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Circularity Gap Report 2021

Humanity lives beyond the resources the world gives us. Our use of limited resources continues in an upward spiral and as a result, the world continues to warm. We are running out of time to rectify this situation.

Since the Covid-19 outbreak in March 2019, humanity has begun to wake up. The pandemic has exposed the fragility of our current linear system. This 2021 edition of the Circularity Gap Report quantifies the enormous synergetic and transformational power the circular economy has for the climate mitigation agenda. Closing both gaps together will put us firmly back on the Paris Agreement's goal: limiting warming to well below 2 degrees Celsius.

100 billion tons of material enter the global economy every year. These materials are poured into our economy and allow us to get on with our lives. However, only 8.6% of this huge amount is returned to the economy. For at least the last 200 years, the hallmark of global consumption and resource use can aptly be described as a 'buy-and-go: a linear economy'. While this model has enabled tremendous growth, a defining feature has been overconsumption, which has unfortunately harmed planetary health. In addition, although it has brought prosperity to some of the population, sometimes global social equality has also been adversely affected. While linear overconsumption has become the norm in many parts of the world, even minimum living standards are not being met elsewhere.

For the first time in 2017, we crossed the threshold of human activities that cause 1 degree of global warming. It reached 1.1 degrees in 2020. It has broken records in the last 5 years in a row to date, and the global increase in temperatures is expected to reach 3.2 degrees Celsius this century. In a 3-degree warming situation, the world risks suffocating in extreme climatic conditions such as floods, droughts, and wildfires, all of which displace populations and increase food insecurity.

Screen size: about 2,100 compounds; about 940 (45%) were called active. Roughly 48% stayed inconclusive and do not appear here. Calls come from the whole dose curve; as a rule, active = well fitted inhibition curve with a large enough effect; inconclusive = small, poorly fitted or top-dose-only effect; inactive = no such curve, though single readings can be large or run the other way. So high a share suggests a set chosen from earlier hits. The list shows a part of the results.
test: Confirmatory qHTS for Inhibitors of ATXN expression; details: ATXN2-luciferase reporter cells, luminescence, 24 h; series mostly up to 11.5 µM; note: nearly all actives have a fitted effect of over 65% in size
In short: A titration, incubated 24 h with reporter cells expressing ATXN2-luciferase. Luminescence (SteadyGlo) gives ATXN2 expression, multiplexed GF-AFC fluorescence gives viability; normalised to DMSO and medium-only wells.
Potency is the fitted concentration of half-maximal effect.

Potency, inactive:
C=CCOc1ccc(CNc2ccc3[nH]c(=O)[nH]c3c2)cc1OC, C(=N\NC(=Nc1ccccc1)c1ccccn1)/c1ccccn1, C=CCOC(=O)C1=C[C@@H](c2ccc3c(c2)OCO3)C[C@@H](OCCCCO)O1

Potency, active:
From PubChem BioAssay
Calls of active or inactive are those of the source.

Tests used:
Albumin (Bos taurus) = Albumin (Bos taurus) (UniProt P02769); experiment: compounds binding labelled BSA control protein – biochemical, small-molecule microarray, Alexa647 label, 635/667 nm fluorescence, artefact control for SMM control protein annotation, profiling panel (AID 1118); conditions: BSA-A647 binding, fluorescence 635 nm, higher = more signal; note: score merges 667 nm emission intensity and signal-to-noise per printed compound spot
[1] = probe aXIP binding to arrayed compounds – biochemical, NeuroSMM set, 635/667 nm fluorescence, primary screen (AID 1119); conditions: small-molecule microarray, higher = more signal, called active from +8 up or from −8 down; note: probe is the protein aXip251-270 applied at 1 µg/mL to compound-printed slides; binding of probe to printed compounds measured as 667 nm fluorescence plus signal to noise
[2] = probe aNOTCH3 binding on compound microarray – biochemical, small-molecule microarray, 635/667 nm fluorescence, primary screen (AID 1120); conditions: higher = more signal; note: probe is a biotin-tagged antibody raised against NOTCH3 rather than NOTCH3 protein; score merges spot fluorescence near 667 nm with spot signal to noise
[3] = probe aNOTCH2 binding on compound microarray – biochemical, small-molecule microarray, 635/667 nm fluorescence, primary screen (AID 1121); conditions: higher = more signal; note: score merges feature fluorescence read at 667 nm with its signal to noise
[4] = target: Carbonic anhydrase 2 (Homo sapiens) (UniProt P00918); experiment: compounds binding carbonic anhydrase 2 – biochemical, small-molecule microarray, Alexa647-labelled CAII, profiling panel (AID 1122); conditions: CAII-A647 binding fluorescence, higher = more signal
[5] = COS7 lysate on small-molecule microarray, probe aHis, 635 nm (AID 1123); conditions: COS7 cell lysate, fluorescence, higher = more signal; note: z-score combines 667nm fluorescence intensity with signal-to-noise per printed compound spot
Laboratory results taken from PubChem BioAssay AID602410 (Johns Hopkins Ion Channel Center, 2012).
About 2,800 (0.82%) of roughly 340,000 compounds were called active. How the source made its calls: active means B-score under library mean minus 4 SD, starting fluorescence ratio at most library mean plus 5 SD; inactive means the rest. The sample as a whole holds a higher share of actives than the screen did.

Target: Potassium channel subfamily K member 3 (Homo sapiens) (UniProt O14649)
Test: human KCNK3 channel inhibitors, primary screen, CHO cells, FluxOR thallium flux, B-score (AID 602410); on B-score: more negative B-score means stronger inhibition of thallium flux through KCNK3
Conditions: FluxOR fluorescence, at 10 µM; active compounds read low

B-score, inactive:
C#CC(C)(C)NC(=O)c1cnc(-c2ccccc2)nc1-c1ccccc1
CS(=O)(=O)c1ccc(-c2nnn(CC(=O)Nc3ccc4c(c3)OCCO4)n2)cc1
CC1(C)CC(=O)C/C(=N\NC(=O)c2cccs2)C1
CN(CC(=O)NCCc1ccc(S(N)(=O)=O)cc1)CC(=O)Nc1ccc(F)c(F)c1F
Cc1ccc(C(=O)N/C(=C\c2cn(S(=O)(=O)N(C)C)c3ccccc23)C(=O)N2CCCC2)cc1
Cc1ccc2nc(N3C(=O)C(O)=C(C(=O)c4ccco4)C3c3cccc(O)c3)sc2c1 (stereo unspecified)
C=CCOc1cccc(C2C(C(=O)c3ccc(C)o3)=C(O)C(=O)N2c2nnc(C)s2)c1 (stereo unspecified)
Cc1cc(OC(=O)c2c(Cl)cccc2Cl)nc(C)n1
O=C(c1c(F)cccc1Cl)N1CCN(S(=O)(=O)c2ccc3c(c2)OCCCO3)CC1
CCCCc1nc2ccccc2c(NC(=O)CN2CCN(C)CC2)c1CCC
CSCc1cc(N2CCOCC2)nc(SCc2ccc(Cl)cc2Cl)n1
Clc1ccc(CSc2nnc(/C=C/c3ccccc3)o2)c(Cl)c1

However, globally coordinated action has been taken on climate degradation. According to the United Nations Climate Change, in 2015; 196 countries signed the Paris Agreement. Worldwide climate action identified: mitigating climate change by limiting the average global temperature rise this century to well below 2 degrees Celsius; Actions such as support for low-income countries and transparent reporting of climate targets were taken. However, we can understand from the data in the report that the plans prepared in the form of national climate promises (NDCs) for the world are well below the 2-degree target.

All in all, 2021 has been a crucial year for climate action, and most importantly, the decisions we make this year will shape our future climate.


Humanity now finds itself at a historic economic and cultural crossroads. Do we continue to tweak and tamper with our distorted linear model, being aware of the consequences and being responsible by default? Or are we moving to a new model like the circular economy with fresh minds and new tools to sustain a desirable and achievable paradigm shift?

The circular economy holds promise for the systemic transformation of our society as it designs essential waste and pollution, keeps products and materials in use, and rebuilds natural systems. However, the circular economy is also an agenda of action with an expanding effect. This goes far beyond resource efficiency.

As a multi-stakeholder model, its systems-oriented approach enhances its capacity and ability to serve universal societal needs. This circular framework is aligned with a more resource-friendly, people-centered vision of the future. But getting there won't be easy.

A full circular transition requires creative innovation in systems design and rigorous collaboration between multiple stakeholders within and across value chains. Change can be difficult, but necessary. Closing the Circularity Gap serves the goal of preventing further and accelerated environmental degradation and social inequality. The circular economy is a critical path as we move the world towards a functioning space that is ecologically safe and socially just for humanity.